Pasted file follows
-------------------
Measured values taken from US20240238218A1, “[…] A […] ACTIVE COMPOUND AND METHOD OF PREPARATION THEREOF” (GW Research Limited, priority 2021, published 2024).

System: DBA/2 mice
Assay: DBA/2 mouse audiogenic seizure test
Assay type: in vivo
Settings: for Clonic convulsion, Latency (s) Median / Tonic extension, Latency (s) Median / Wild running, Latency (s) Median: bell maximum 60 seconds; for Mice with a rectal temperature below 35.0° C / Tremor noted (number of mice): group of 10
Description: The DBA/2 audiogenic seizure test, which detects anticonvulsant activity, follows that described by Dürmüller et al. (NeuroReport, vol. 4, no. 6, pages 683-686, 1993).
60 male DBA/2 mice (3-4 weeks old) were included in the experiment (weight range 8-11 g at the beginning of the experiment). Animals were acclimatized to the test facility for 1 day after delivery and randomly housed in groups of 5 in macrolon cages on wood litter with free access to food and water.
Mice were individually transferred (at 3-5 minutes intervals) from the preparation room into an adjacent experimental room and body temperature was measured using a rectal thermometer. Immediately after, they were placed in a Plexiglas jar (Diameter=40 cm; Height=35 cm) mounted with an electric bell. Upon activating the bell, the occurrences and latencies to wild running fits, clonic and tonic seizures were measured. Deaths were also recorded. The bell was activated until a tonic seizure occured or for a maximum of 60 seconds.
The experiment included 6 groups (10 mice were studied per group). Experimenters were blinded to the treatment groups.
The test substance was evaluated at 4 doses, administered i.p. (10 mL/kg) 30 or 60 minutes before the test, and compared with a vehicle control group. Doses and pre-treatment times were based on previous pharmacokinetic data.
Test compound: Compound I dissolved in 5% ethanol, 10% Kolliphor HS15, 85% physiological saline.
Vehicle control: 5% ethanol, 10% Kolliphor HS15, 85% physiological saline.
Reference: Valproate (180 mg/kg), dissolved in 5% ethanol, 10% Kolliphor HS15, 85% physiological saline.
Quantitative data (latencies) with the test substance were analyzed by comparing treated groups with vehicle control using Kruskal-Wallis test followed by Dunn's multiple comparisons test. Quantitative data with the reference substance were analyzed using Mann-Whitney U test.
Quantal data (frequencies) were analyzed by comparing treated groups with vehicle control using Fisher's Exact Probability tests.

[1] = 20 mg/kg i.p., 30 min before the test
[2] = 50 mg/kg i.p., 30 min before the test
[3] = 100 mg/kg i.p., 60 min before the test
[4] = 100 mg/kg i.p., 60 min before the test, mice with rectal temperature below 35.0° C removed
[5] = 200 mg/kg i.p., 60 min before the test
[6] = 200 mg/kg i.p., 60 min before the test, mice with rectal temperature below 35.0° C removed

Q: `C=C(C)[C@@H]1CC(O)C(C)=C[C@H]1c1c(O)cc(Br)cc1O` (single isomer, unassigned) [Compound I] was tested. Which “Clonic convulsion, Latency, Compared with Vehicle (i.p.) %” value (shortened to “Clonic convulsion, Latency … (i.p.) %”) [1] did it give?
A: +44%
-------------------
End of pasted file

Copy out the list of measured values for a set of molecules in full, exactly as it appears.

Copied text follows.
Measured values taken from US20240238218A1, “[…] A […] ACTIVE COMPOUND AND METHOD OF PREPARATION THEREOF” (GW Research Limited, priority 2021, published 2024).

System: DBA/2 mice
Assay: DBA/2 mouse audiogenic seizure test
Assay type: in vivo
Settings: for Clonic convulsion, Latency (s) Median / Tonic extension, Latency (s) Median / Wild running, Latency (s) Median: bell maximum 60 seconds; for Mice with a rectal temperature below 35.0° C / Tremor noted (number of mice): group of 10
Description: The DBA/2 audiogenic seizure test, which detects anticonvulsant activity, follows that described by Dürmüller et al. (NeuroReport, vol. 4, no. 6, pages 683-686, 1993).
60 male DBA/2 mice (3-4 weeks old) were included in the experiment (weight range 8-11 g at the beginning of the experiment). Animals were acclimatized to the test facility for 1 day after delivery and randomly housed in groups of 5 in macrolon cages on wood litter with free access to food and water.
Mice were individually transferred (at 3-5 minutes intervals) from the preparation room into an adjacent experimental room and body temperature was measured using a rectal thermometer. Immediately after, they were placed in a Plexiglas jar (Diameter=40 cm; Height=35 cm) mounted with an electric bell. Upon activating the bell, the occurrences and latencies to wild running fits, clonic and tonic seizures were measured. Deaths were also recorded. The bell was activated until a tonic seizure occured or for a maximum of 60 seconds.
The experiment included 6 groups (10 mice were studied per group). Experimenters were blinded to the treatment groups.
The test substance was evaluated at 4 doses, administered i.p. (10 mL/kg) 30 or 60 minutes before the test, and compared with a vehicle control group. Doses and pre-treatment times were based on previous pharmacokinetic data.
Test compound: Compound I dissolved in 5% ethanol, 10% Kolliphor HS15, 85% physiological saline.
Vehicle control: 5% ethanol, 10% Kolliphor HS15, 85% physiological saline.
Reference: Valproate (180 mg/kg), dissolved in 5% ethanol, 10% Kolliphor HS15, 85% physiological saline.
Quantitative data (latencies) with the test substance were analyzed by comparing treated groups with vehicle control using Kruskal-Wallis test followed by Dunn's multiple comparisons test. Quantitative data with the reference substance were analyzed using Mann-Whitney U test.
Quantal data (frequencies) were analyzed by comparing treated groups with vehicle control using Fisher's Exact Probability tests.

[1] = 20 mg/kg i.p., 30 min before the test
[2] = 50 mg/kg i.p., 30 min before the test
[3] = 100 mg/kg i.p., 60 min before the test
[4] = 100 mg/kg i.p., 60 min before the test, mice with rectal temperature below 35.0° C removed
[5] = 200 mg/kg i.p., 60 min before the test
[6] = 200 mg/kg i.p., 60 min before the test, mice with rectal temperature below 35.0° C removed

Q: `C=C(C)[C@@H]1CC(O)C(C)=C[C@H]1c1c(O)cc(Br)cc1O` (single isomer, unassigned) [Compound I] was tested. Which “Clonic convulsion, Latency, Compared with Vehicle (i.p.) %” value (shortened to “Clonic convulsion, Latency … (i.p.) %”) [1] did it give?
A: +44%